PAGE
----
The SPLC and its allies filed a federal class action lawsuit challenging Florida’s use of solitary confinement as cruel and unusual punishment under the Eighth Amendment to the U.S. Constitution and a violation of the Americans with Disabilities Act and the Rehabilitation Act.
The lawsuit, filed in the Northern District of Florida, Tallahassee Division, cites scientific, medical and mental health evidence against the practice.
Admire Harvard, one of the plaintiffs, spent nearly 10 years locked up in solitary confinement in the Florida prison system at the time the lawsuit was filed. Harvard, a 28-year-old black transgender woman, had been subjected to solitary confinement in a men’s prison since September 2009. Due to conditions in solitary confinement, she suffers from depression, anxiety and auditory hallucinations, and has attempted suicide multiple times.
Harvard was 18 years old and diagnosed with bipolar disorder when she was first placed in solitary by prison staff who accused her of lying to receive a high-calorie meal. She was initially sentenced to 60 days in solitary confinement, but remained there long after.
At any given time, there are close to 10,000 people locked away in solitary confinement in Florida’s prison system, many of them for months, even years, in cells smaller than a parking space. Yet solitary confinement is increasingly recognized by medical and mental health professionals as torture. Individuals subject to isolation are more likely to exhibit a range of conditions, from anxiety and depression to hallucinations, paranoia and suicidality.
These effects begin to manifest within hours or days of isolation, worsening with time and causing permanent damage, especially to those in isolation for months or years. Apart from the devastating harm it inflicts on those who experience it, isolation also puts communities at risk when people in isolation are released, is inordinately expensive when appropriately staffed, and neither reduces prison violence nor promotes public safety.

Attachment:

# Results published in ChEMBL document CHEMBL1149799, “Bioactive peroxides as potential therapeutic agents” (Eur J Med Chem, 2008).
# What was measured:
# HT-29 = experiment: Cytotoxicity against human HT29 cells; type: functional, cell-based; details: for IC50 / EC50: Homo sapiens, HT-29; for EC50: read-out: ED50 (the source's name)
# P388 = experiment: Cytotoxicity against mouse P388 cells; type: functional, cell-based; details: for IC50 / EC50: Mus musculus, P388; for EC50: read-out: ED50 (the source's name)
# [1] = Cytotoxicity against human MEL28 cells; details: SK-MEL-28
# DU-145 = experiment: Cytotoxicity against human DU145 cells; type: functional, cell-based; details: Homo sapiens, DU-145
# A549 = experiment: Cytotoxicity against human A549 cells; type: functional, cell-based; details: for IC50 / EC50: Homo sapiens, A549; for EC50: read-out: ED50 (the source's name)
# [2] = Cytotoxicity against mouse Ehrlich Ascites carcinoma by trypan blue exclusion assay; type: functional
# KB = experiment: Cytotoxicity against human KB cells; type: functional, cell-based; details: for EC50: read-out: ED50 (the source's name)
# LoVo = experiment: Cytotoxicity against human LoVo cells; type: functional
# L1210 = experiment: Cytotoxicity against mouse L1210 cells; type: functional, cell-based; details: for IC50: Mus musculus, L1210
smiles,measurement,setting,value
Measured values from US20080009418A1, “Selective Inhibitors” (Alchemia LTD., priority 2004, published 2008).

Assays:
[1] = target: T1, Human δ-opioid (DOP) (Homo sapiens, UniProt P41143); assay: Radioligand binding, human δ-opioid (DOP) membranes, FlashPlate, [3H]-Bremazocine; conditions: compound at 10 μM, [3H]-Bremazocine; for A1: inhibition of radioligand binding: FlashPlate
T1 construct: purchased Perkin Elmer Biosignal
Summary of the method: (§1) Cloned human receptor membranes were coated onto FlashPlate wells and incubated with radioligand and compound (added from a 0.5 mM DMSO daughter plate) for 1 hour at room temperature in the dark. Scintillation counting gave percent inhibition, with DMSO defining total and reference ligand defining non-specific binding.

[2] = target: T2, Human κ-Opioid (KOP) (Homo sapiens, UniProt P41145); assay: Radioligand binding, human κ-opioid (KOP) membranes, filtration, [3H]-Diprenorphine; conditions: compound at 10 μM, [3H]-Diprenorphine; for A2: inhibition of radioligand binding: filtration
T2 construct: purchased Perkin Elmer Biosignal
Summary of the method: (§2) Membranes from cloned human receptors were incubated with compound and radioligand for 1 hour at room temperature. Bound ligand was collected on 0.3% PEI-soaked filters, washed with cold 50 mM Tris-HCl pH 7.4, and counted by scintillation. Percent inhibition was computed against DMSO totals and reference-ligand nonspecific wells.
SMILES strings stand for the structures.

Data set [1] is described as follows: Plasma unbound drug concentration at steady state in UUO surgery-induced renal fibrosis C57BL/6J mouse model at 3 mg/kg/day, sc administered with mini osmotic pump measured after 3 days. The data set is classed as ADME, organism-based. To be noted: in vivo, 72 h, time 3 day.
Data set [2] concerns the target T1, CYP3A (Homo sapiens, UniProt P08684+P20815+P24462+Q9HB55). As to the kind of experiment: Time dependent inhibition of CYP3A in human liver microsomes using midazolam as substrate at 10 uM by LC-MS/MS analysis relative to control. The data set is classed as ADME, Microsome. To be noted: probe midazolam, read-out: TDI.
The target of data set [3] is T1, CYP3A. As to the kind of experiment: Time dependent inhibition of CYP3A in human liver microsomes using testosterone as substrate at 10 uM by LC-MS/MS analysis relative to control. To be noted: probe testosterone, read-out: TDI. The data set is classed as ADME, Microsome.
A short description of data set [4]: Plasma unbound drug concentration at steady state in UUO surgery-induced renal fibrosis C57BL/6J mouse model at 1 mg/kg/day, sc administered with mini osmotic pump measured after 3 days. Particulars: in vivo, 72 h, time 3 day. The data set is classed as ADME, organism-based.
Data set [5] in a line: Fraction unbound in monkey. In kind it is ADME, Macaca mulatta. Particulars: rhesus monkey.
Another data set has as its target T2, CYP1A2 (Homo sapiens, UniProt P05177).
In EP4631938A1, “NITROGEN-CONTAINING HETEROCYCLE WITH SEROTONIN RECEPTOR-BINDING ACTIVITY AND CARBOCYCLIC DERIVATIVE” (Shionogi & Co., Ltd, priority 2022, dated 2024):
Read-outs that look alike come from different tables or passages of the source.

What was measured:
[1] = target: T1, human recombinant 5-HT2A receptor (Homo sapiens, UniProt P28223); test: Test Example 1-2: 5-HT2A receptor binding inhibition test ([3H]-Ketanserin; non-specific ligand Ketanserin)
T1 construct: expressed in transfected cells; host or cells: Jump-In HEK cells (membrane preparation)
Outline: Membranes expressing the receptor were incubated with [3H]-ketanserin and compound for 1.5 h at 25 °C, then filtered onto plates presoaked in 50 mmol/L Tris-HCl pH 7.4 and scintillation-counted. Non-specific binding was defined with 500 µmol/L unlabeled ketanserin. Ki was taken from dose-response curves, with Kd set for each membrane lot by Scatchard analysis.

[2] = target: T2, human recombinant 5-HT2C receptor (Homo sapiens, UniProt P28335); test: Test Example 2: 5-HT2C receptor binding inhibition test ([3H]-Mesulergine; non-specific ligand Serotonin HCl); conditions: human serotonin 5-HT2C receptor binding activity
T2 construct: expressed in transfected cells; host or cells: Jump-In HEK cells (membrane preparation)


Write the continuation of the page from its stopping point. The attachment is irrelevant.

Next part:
Nationwide, about 4.5 percent of the prison population is in solitary, but in Florida it’s more than double that — about 10 percent.
The lawsuit argues that the Florida Department of Corrections (FDC) knows about the damaging effects of solitary and hasn’t done enough to address them. For example, the FDC’s director of mental health acknowledged that while those in extended solitary confinement are about 3 percent of Florida’s total prison population, they constitute 40 percent of the people receiving inpatient mental health treatment.
The rate of suicide is much higher for people who have been in solitary. From January 2013 to August 2018 at least 46 of the 80 individuals in FDC custody who committed suicide were in isolation and another 24 had previously been in solitary.
Over 60 percent of the people in solitary are black, a jarring racial disparity in a state that is majority white.